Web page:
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October 1st, 2002, 12:28 PM
I have been looking at a lot people's profiles and reading what they are: as in students, sercurity experts etc. and their ages, genders etc.
I was wondering what type of people make up this great community we have here at Antionline? What you can state is some of the information like mine.
This information includes: I'm 17 and high school student in Australia. I love programming and sport.
Just a little information would be sufficient, just so newbies (like myself) and other people (like moderators and addits) at AO know a little about each person, and what is the mean age of people contributing to AO (just to see how broad the age range is for people interacting and helping each other).
It would be very interesting to see the results.
Thank-you for participating,
October 1st, 2002, 01:19 PM
I am one of the very few over 40 members (old d00ds) here. I am part owner of an ISP in rural SW Missouri, USA. My partner and I are considered to be pioneers in computer telecommunications. Our development in in this area has helped form our Internet as we know it today. We were actively sending and recieving e-mail using a system we called Fido Mail in the early 80's. When I first became interested in computers and networking, a computer system that could handle the load that your PC does when idleing, was housed in a clean-room that would take up a full city block costing millions of dollars and teams of programmers and technicians to keep it running.
I have a question; are you the bug, or the windshield?
October 1st, 2002, 02:03 PM
I'm 38 and I just steped out of the 19th Century a few years ago... My first machine was an Apple IIE and I didn't get another until 1997 when I got a P1 33Mhz with 8mb of RAM and a whoping 320 mb HD... A friend showed me the potential of even the old P1 and I got kinda hooked and have been building bigger, better, faster machines ever since... My next project is a dual Xeon machine... A broken back suffered during a drug raid (The suspect tossed my little ass out the second story window) stoped me from being able to continue on with being a SWAT medic and since I like 'puters it seemed like the field I should go into... I currently own and operate The Computer Medic in Ft. Lee, VA and am going to school to learn more about networking and network security...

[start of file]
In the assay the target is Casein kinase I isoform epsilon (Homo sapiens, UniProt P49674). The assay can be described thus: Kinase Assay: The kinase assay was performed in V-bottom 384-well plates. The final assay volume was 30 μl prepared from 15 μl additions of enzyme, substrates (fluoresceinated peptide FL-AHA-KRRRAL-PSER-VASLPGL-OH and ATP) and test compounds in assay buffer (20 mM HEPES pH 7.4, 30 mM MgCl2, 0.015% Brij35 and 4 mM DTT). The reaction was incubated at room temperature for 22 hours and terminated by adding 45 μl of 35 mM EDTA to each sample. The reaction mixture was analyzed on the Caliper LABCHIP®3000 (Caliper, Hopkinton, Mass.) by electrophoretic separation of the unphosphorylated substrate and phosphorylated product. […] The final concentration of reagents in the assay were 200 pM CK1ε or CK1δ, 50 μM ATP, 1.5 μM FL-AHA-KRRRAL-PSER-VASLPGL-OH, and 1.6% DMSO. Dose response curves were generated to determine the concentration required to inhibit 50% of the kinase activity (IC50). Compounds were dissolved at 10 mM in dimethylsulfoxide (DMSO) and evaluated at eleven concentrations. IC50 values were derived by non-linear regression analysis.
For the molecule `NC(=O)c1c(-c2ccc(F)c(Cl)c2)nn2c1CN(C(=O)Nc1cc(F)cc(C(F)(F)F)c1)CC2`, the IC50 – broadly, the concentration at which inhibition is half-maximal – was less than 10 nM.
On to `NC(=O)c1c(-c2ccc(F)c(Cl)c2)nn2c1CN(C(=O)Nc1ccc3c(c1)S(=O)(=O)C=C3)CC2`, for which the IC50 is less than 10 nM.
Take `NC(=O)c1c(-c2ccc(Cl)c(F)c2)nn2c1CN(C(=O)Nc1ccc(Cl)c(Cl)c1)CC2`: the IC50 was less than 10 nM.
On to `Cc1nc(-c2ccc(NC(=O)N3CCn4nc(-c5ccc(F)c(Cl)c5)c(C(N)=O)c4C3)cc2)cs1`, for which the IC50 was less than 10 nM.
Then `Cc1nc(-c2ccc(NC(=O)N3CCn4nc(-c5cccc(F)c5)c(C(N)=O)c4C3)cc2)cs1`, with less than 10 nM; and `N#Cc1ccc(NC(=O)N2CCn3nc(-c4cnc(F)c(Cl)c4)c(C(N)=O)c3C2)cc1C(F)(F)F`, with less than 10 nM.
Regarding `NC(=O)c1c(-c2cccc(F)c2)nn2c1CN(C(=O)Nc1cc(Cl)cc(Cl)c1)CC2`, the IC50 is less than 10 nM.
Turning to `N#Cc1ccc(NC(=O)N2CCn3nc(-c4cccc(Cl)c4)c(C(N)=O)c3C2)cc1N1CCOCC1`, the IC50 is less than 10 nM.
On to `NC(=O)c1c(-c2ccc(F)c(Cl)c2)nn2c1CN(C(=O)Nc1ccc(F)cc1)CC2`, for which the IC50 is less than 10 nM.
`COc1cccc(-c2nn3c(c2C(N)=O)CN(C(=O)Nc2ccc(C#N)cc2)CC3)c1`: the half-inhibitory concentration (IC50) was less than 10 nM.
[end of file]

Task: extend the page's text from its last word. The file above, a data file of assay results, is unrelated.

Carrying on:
\"Nuts!\"- Commanding General 101st Airborne Division Dec 1944 in answer to German request that he surrender Bastogne during the Battle of the Bulge
Life has a certian flavor for those who have fought and risked it all that the sheltered and protected can never experience.- John Stewart Mill
White, Hetrosexual, Christian male. I own guns, hunt, eat meat, burn wood, and my wife wears fur... Any questions?
October 1st, 2002, 02:47 PM
Well like aealiason I am also one of the (old doods)40 turning 41 the 6th of this month.I have been working on computers for almost 10years, spending time just repairing,upgrading and teaching people win 3.1,win95 and win98.I only started getting interested in networking when I got my second pc , a Pentium 133 ,16 meg ram, 528meg h/disk.My first pc was a 486dx2-66 , 8 meg ram and 250 meg h/drive.It is now upgraded to (donít laugh)pentium200mmx,32meg ram, 6gig h/drive and realmagic s/card(pci) with only 1meg video ram.
The interesting part was when my kids wanted to start playing games against each other, I had to put in network cards and get this lot to speak to one another.That sparked my intrest in networking and everything just snowballed from there onwards.
At the moment I am working fulltime as a millwright in the milling business(maize meal)
So now I am starting to get into security and I think it could only be worth it.
Practise what you preach.
October 1st, 2002, 03:29 PM
I don't feel so old anymore
Seriously, I am 27 and my first computer (I got to play with) was an Amiga 2000 (loved that thing!!) and did AutoCAD on it for high school. Then I fell outta the scene, then my mom bought me a 386/25(?) with Win 3.1, a whopping 50 meg HDD, Sound Blaster 16, and lots of games. I did QBasic programming (just a little...) for calculating the area under a Euler Bell Curve using Simpson's rule. I had that box until 1998 when I "upgraded" to an AMD 133 from a unreputable dealer who gave me no original software, support or nothing.... that's when I decided to learn.
Fast forward... I have taken 2 programming classes Visual Basic and C++ (hated both, no substance just history ), an A+ class, and MCP (never took any of the tests...I suck). Now after all of that, I decided to learn this stuff on my own and am learning at an alarming rate
In between all of this, I have worked for a small ISP that sells wireless broadband, web hosting and programming. I learned how to build boxes and do Windows hosting. I really miss that job. But for now, while my wife is going to school, I will continue what I have been doing for 11 years: homemaking.
October 1st, 2002, 03:51 PM
Nice post topic, thanks for submitting it
Anyway, I'm 31 years old. I've been doing IT work for 11 years now, and have been playing around with computers since I was around 9 years old. My first computer was a TRS 80 (Trash 80) and I too even had an Apple IIe that actually STILL runs (yikes!). w00t Apple DOS 3.3!